After the abolition of slavery on the island of Mauritius, many newly freed slaves (also known as Creoles) became fishermen and subsequently established small fishing villages, particularly in the southern part of the island, rather than return to the cane fields to work for their former enslavers. Many of these fishing villages remain today and these fishing traditions have been passed down for generations. Unfortunately the trade is now threatened due to over-fishing.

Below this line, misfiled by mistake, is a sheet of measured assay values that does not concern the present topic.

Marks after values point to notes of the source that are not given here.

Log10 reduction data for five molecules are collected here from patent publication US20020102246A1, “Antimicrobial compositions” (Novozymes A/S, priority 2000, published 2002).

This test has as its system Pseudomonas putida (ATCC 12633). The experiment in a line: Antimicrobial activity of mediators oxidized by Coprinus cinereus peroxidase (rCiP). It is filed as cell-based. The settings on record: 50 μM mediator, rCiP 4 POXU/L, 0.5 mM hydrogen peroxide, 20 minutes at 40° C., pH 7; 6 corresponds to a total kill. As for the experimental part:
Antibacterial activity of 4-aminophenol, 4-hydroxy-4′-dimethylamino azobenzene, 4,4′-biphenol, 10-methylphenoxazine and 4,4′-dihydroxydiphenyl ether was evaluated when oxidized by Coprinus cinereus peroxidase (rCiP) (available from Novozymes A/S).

I cast liquor bottles out of sugar to recreate a method of fishing used by some Mauritian fishermen. The bottles are accompanied with small metal and sugar replicas of fishing tackle, such as weights and hooks, and are wrapped and entangled in fishing line. As I cast the bottles they are hung and left to the elements of the space. Over time the bottles melt, dematerialize and shatter, reflecting the disappearance of both a community and a trade.